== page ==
After a 30 minutes’ car drive from Sittwe town, the capital of Rakhine State, a UNFPA colleague and I arrived at 8.30 in the morning at Naryikan. We came to this village to observe a legal awareness training by Legal Clinic Myanmar,  a legal organization that promotes and strengthens rule of law, democracy and human rights. The training is part of the UNFPA/UNDP initiative to increase access to justice for women and girls in Rakhine State. We were welcomed by a woman leader of the village. Before the start of the training we had some time to learn about the background of the village. Naryikan has over 200 households, all belong to the Rakhine ethnic community. Every year during the dry season they face a water crisis, the village wells are drying out, so the families need to go to a nearby village to get their water. Only a few households in the village have regular employment. The income families get from cultivating their lands is too low, therefore most of the families depend on income earned as daily labor. The woman leader is appointed by the village administrator. The only government service in the village she is aware of is  Read More

The Enterprise Sector in Myanmar – Status and Potential

23 Feb 2017

Myanmar is at a crossroads. With a democratically elected government, growing levels of foreign direct investment, rich endowments of natural resources and one of the highest rates of economic growth in the Asia-Pacific region, the future looks bright. However, as experience around the world shows, FDI and natural resources alone do not guarantee equitable economic growth. To achieve this, growth needs to be more broad-based with strong linkages to the local economy. The business sector, in particular small and medium enterprises, or SMEs, can be critical in promoting more equitable growth. SMEs have great potential for creating employment, including for youth. In Vietnam and Thailand, for example, SMEs account for 77 and 78 percent of total employment, respectively. SMEs can also play an important role in alleviating poverty in rural areas and provide local opportunities through agro-processing and other agricultural-based businesses. The creation of more businesses also means increasing the potential for tax collection and thereby creating more fiscal space to support increased public spending. In order to learn more about businesses in Myanmar, the Central Statistical Organisation and United Nations Development Programme (UNDP) have conducted the Myanmar Business Survey, a comprehensive study of businesses in Myanmar with at least one  Read More

40 Young Volunteers Travel to Celebrate Twenty Two Thousand Rural Women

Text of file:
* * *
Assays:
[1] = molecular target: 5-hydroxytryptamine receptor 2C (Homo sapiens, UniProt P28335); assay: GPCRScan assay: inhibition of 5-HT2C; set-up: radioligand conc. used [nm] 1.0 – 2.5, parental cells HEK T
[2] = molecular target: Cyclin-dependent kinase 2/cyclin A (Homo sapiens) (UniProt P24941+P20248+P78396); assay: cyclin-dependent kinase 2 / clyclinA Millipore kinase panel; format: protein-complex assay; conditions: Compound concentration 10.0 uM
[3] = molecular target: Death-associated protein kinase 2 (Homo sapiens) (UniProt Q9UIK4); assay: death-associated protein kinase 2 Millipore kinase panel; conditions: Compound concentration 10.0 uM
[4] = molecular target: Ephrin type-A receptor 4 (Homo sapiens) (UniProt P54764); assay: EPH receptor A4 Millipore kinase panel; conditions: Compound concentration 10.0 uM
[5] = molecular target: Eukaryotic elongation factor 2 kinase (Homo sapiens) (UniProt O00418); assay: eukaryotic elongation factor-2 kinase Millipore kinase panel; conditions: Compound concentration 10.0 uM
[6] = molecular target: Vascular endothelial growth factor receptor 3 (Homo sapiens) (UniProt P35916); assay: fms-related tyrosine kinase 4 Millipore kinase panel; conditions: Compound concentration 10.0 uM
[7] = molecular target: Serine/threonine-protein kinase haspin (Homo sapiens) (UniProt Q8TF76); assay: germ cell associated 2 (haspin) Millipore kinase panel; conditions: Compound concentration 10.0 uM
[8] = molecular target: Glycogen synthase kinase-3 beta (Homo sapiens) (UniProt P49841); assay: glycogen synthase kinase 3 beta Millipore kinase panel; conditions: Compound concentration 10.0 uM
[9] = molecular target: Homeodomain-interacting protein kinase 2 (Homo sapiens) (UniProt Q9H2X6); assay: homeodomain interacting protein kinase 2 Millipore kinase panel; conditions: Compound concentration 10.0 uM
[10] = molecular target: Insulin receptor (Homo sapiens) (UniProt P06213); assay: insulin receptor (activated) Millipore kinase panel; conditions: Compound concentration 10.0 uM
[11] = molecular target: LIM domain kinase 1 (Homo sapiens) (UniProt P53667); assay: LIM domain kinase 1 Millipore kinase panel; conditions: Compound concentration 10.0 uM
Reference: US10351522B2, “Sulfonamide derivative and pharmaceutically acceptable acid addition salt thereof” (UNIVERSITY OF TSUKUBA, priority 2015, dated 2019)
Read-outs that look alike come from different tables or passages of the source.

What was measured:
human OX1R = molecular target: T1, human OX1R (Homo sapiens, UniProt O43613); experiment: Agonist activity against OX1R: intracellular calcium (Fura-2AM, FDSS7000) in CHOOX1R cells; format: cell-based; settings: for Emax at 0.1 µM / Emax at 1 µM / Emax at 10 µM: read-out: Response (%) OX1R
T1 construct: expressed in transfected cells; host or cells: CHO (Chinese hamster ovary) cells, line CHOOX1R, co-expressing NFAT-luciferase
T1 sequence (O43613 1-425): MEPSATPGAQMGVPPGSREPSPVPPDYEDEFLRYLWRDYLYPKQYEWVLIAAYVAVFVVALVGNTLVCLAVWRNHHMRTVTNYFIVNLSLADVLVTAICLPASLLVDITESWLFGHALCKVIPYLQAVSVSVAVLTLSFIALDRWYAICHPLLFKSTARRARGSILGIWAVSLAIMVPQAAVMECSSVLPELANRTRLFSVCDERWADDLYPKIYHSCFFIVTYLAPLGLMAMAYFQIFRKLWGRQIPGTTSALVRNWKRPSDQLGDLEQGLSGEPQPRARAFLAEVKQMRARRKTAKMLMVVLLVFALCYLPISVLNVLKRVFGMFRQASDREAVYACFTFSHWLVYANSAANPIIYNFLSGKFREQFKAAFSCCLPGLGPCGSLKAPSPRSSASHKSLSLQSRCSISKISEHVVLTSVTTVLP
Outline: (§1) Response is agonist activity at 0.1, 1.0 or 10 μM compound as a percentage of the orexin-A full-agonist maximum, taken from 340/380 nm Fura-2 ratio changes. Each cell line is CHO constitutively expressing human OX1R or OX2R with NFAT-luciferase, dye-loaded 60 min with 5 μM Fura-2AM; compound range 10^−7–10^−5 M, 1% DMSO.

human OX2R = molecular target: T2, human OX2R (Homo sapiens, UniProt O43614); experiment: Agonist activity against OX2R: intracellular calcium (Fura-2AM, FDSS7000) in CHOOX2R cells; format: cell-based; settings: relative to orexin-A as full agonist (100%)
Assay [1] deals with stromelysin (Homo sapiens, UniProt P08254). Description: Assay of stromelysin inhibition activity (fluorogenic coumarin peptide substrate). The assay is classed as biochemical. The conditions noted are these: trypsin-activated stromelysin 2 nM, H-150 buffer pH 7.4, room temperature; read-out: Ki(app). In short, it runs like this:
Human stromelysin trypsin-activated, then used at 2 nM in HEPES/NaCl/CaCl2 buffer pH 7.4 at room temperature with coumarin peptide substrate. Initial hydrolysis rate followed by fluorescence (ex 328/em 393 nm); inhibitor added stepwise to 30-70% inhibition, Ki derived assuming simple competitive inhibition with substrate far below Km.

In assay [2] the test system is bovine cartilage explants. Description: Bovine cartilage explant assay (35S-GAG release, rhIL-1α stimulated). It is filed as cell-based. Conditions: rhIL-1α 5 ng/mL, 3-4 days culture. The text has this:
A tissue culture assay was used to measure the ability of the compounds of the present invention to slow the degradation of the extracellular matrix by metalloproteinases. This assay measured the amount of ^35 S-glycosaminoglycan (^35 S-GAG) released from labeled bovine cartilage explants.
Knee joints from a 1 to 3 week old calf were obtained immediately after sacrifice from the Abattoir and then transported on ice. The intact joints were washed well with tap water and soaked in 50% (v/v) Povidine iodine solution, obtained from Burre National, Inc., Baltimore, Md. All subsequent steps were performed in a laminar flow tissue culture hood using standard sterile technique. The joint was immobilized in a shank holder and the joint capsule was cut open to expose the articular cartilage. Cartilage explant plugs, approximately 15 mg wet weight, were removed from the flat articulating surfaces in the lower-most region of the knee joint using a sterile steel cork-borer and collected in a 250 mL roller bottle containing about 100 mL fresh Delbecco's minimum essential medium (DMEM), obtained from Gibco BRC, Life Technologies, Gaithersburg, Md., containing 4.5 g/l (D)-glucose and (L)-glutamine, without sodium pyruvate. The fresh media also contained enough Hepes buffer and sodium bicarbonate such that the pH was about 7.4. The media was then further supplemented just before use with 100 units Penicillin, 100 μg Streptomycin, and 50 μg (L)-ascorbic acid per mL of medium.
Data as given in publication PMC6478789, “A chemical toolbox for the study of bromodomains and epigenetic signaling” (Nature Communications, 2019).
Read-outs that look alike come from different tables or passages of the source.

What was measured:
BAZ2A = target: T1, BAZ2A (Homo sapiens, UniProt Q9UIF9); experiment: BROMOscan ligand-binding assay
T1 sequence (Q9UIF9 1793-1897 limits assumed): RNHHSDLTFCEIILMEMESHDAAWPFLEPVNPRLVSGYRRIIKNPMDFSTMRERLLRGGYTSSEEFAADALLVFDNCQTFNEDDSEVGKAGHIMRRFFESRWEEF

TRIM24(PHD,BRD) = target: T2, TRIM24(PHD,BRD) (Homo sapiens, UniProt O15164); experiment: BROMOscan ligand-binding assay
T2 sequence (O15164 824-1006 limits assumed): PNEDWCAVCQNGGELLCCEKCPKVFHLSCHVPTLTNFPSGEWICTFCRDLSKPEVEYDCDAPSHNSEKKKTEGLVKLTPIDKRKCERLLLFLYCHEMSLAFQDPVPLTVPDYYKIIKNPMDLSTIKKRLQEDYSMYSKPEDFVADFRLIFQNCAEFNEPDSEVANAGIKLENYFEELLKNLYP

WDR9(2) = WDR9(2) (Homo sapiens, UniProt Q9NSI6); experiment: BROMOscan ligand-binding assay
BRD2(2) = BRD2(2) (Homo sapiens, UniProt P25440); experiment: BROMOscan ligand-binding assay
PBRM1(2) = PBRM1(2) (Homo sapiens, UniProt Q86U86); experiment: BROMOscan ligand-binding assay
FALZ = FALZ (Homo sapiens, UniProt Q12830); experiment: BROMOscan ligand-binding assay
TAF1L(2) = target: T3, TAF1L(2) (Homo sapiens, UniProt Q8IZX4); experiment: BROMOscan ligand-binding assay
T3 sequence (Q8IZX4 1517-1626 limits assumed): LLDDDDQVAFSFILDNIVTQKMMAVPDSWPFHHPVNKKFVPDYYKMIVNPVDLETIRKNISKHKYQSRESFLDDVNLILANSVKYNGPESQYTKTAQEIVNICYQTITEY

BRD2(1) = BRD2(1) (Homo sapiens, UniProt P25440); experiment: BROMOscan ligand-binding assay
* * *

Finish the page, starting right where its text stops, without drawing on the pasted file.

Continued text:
26 Oct 2016

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It is 9 o’ clock ona quiet Saturday morning in Yangon and 40 university students are gathered in the garden of the UNDP office, fervently waiting to know to which Myanmar state they are going to travel to the following week. The sun is shining and the UN blue umbrellas are not big enough to offer shade to such a cohort. It has already been one year! These fantastic students have been volunteering to teach rural women how to use mobile technology, to write theatre role plays that make it easier to understand the internet, and to record inspiring audio stories for rural women who cannot read.   One year ago on International Rural Women’s day, October 15th, 2015, the Myanmar first Rural Women’s National Network, May Doe Kabar, was officially launched. Few months later, May Doe Kabar’s very own iWomen - Inspiring Women App, an application co-designed by Myanmar rural women and young tech women, was released. The iWomenApp has now hit the 6,000 active rural women users mark.   One year on 22,000 rural women across eight states in Myanmar are getting ready to celebrate a triumphant first year packed with victories and achievements. 2016 saw May Doe Kabar  Read More

Learning Lessons, Finding Meaning

02 Oct 2016

My name is Lydia Mudryj,and I am privileged to be teaching English as a Foreign Language (EFL), legal English and a range of law topics to various legal sector participants in Myanmar. I came to Myanmar in February 2015 through Australian Volunteers International, a not-for-profit organization which is committed to achieving positive economic and social development change around the world.I am seconded tothe UNDP Myanmar Rule of Law and Access to Justice Team,and my work is directly linked to UNDP’s objective of equipping justice sector actors with the knowledge and skills required to better perform their functions.   Upon my initial arrival in Myanmar, I was based in Taunggyi (Shan State) where I spent six months before moving on to Nay Pyi Taw (capital of Myanmar) for another sevenmonths. As of June 2016, I have been based in Mandalay (Mandalay Region).   In the year and a half that I have been here, I have had the opportunity to not only work in these cities, but also enjoy Myanmar’s diverse way of life and culture.   During my time here, I have had,and still have,the privilege of teaching a diverse range of students including:prosecutors from the Advocate General Offices (AGOs) in Shan  Read More